Monday, October 30, 2006

Altairnano unveiled

To continue with tech issues, the Energy Blog has a post up about Altairnano's batteries, which have demonstrated long lifespans, high power density, though slightly below-average energy density. This was a conscious compromise on Altairnano's, apparently, because the balance of power and energy is explicitly designed for the electric vehicle market.

Judging by Altairnano's technical documents, building a plug-in hybrid with a 100km range would take about 120kg of batteries or so (assuming 200wh per mile, or 120 per km), store 12 kwh of electricity and offer a maximum of power of 640 horsepower... which should be enough for most applications (I would hope!)

Given that these batteries could be charged by a much, much smaller engine than normal, that's probably a net weight saving, even with the additional batteries. Weight saving = fuel efficiency.

I can't seem to find details on what the extra cost would be yet, but their docs say these batteries are extremely fast-charging, and have been tested to at least 9,000 deep-discharge cycles, meaning a lifespan of something like 24 years - long enough, in any case. Hell, a car maker could offer you a steep discount to trade in your old car, keep the old batteries, and save the recycling/landfill costs.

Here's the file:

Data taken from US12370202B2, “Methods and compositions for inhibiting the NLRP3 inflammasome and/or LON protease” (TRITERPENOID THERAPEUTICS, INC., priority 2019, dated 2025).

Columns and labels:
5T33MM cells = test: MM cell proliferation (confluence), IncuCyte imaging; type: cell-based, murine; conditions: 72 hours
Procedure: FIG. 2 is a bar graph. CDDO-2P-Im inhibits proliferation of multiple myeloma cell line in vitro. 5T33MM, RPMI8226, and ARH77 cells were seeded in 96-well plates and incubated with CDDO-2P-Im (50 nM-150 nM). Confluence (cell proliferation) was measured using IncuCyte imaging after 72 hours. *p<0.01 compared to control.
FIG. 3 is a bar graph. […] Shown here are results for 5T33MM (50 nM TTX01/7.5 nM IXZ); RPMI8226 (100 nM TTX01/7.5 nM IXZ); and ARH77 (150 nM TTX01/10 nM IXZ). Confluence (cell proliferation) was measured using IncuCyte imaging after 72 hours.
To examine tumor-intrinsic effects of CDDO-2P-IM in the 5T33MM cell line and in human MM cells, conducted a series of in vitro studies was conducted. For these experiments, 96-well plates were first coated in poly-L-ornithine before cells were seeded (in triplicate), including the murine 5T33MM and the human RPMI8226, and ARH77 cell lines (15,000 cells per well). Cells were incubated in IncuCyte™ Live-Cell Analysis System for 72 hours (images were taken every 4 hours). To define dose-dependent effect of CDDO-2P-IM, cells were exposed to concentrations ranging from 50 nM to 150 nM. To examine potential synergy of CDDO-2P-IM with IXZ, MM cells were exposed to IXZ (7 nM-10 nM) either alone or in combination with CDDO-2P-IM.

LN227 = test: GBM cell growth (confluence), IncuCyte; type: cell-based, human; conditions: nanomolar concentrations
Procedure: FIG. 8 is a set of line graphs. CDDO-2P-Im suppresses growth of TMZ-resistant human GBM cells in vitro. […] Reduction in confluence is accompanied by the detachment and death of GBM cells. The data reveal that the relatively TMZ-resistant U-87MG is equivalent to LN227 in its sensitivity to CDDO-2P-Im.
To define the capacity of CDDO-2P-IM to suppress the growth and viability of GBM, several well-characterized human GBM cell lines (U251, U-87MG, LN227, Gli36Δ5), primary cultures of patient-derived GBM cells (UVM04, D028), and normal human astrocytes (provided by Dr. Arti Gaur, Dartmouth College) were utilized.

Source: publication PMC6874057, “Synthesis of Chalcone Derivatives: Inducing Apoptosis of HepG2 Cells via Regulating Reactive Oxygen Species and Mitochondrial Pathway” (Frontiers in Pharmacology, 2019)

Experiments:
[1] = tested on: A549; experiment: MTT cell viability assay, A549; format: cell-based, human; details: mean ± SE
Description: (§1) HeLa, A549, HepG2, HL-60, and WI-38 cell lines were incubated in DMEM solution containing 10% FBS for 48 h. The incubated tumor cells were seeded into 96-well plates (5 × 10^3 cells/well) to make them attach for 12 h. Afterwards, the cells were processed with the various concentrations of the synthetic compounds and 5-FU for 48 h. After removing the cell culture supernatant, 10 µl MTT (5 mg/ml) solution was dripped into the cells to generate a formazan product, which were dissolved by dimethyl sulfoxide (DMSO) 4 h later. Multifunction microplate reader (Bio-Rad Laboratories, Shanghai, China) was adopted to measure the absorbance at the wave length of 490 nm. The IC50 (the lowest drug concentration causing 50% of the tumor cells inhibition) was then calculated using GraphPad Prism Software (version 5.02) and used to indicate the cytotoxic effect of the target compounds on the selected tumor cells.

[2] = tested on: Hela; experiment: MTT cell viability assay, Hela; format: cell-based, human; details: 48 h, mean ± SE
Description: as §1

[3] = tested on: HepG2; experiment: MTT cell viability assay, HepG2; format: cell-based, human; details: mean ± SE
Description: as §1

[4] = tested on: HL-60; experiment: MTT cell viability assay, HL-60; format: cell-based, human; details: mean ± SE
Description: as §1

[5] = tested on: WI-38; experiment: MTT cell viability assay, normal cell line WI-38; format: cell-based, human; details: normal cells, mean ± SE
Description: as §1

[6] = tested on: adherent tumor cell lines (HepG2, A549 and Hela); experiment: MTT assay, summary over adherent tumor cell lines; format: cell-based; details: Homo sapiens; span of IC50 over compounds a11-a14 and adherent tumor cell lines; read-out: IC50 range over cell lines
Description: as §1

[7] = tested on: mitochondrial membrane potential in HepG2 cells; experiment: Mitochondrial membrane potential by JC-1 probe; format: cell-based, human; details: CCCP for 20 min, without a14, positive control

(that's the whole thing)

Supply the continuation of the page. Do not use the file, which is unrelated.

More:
I've written about Altairnano before, here and here.

2 comments:

auntiegrav said...

Posted at the Energy BLog:
The biggest deficiency I see is in the people we have doing the driving. They all want gated communities, but don't ever want to borrow the neighbor's truck or car. If the gated communities used electric vehicles for daily drives, and each community owned, say, ten ICE vehicles for long trips, then the weight of the EV could be drastically dropped, and all of the marketing could be thrown away that tries to sell you on the range. What a waste. But, HEAVEN FORBID that Americans should slow down and talk to their neighbors except at the soccer games and forced PTA meetings. The problem with EV's, apparently, is that they don't waste enough resouces to make a 'statement'.

Ronald Brak said...

I think that the cost of the batteries is still kind of high, but even just 30km of all electric range in a plug in hybrid is enough to eliminate most of my around town petrol use.